A journalist, an analyst and a customer services operative walk into a bar. They order one drink and sit on one chair. How is this possible? Simple. They are the same person: a community manager.
Indeed, the role of community manager is not easy to pigeonhole anymore. Once mostly customer service-based, it is now far more complex, with multiple responsibilities, each one as equally important as the last.
‘It’s not just about publishing content, monitoring conversations and responding,’ explains Jasmine Lyons, head of digital at Ketchum. ‘The role is part content-creator, part-journalist – they need to understand the news cycle around companies and audiences, part-customer service and also brand advocate.’
The role ‘means all things to all people’, according to Mumsnet.com, the UK’s most popular parenting network.
‘A lot depends your purpose as a site,’ says Rebecca Mears, head of community at Mumsnet. ‘Mumsnet’s aim is to make parents’ lives easier by providing a platform for them to offer advice, support and entertainment, 24/7. So for us, community management is all about keeping a constructive conversation flowing.
‘When you break it down, that involves a few strands: intervention only when required, judging each situation on its own merits (rather than being hidebound by endless inflexible rules), minimising disruption (in the form of spam and the occasional law-breaking or abusive poster) and generally being on the side of our users as much as possible. Good moderation requires emotional intelligence, nuance, persistence, empathy, a thick skin and a real talent for communication.’
If those attributes weren’t enough, community managers also have to be part-analyst, says Lyons, looking at what content works on what platforms and at what times. ‘You don’t want to use Facebook for real-time updates; that suits Twitter better,’ she says. ‘You want to look at your community. You want content to be thoughtful. It’s quality not quantity.’
One brand that uses such scientific methods in its approach to community management is car manufacturer Toyota. ‘We have a dedicated data and insight team so we have the insight and knowledge to change how we work, such as how many times we post, what times we post, how many words work on which platforms,’ explains Matt Searle, community manager at Toyota GB. ‘For Facebook, it’s fewer than ten.’
He adds that this can be hard and that community managers need to be creative if they want their posts to have an impact.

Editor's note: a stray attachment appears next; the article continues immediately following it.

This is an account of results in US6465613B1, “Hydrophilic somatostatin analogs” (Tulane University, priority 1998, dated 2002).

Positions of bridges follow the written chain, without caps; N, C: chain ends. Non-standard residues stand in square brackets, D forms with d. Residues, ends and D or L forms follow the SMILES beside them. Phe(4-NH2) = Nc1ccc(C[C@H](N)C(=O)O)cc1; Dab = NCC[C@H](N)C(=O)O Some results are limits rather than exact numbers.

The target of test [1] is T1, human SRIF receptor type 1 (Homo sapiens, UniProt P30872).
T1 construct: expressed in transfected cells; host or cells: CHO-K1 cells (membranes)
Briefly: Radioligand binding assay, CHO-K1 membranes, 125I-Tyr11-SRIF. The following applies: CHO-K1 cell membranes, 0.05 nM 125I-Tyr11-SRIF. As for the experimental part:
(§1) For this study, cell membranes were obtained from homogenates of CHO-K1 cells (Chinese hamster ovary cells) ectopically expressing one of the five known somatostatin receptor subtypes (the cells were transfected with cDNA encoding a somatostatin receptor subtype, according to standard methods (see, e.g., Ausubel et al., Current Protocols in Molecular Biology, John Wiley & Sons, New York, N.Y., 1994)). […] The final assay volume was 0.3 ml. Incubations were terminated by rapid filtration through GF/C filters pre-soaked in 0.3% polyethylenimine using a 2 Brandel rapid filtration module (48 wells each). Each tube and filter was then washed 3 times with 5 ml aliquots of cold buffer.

Simon Rutherford, managing director of agency Cubaka, agrees. ‘Community management has gone from a peripheral thing to become a skill,’ he says. ‘It’s gone from moderation to having a real impact on how things are perceived.
There are levels to community management that there didn’t used to be. ‘Moderation, that’s the bottom rung. Then there’s creative writing and grammar, which depends on brands (grammar doesn’t have to perfect for some brands). The third rung is social creative, so leading creative thinking. ‘Community managers are so used to working with 140 characters and platforms, that they are often really creative. I expect in the future there will be proper grown up creative teams in ad agencies, made up of people who cut their teeth on community management.’
Of course, producing clever content depends on the wider strategy of a business, but ultimately it must communicate brand values. ‘It’s not just about content, it’s also about supporting campaigns and this can be leveraged from a community management perspective,’ says Lyons.
‘We can’t take on an account without first getting our community management straight. It has to be entwined with all the other things,’ adds Rutherford.
Knowing when to jump in is a key component of community management in general. Managers should know which conversations they are a part of and in which ones they are not welcome to participate. ‘There should be a balance between planned content and agile content,’ advises Lyons. ‘Brands like Oreo are really good at agile content, real-time responses to news stories, when it is relevant to them. It’s not about forcing yourselves into conversations, when you don’t have a place, that’s dangerous.’
Having an approval process does not necessarily help community managers decide when to engage. ‘An approval process is down to a brand’s attitude to risk,’ says Rutherford. ‘That informs how we manage them socially. Financial services tend to be risk-averse, but betting companies are rather more pro-risk.’
At Lidl, clever community management helped the business grow in confidence to participate in different conversations. When One Direction band member Zayn Malik announced his resignation from the boy band, Lidl tweeted a photo of its One Direction Easter egg, pronouncing 20 per cent off the price. It was retweeted in excess of 25,000 times.
‘Community management builds confidence in brands publishing, managing and working with concepts’, says Rutherford, whose agency looked after Lidl’s account. ‘Lidl made in-roads in its confidence as a brand. Community management to some extent led that because it became famous for its Twitter feed and content they were putting out there. Confidence in community management led them to produce work that in itself became famous.
‘It’s the same with exchanges between brands – to do that with confidence needs a smart, well-organised team. It takes confidence to joke with a brand.’
‘What conversations do you own and which ones do you play in?’ asks Lyons. ‘Some brands play in the lifestyle and food space, entertainment – these are the categories that define your mix of content. It’s not just about selling a product. It’s tapping into what happens culturally, that’s going to interest audiences.’
‘Our forums are absolutely the heart of our site. Our users generate much of our content, and their conversations are at the core of everything we do,’ says Mumsnet’s Mears. ‘They also drive our campaigns on things like better care for women having miscarriages, embedding flexible working in business culture and dispelling rape myths.’
‘I work a lot with food and drink brands so there is always interest online in nutrition,’ says Daniele Frederico, social media manager at Emoderation. ‘It is important to understand what people are saying about what they are eating, whether they overly concerned about a particular ingredient in products or if there is a new diet craze that everyone is trying.’
‘You always need to be relevant,’ says Dan Slee, director of shared communications learning space Comms2point0 and a member of the Local Government Digital Group. ‘It’s okay to be specific, you shouldn’t have to worry about that. People prefer reading stuff and around themselves. It has relevance.’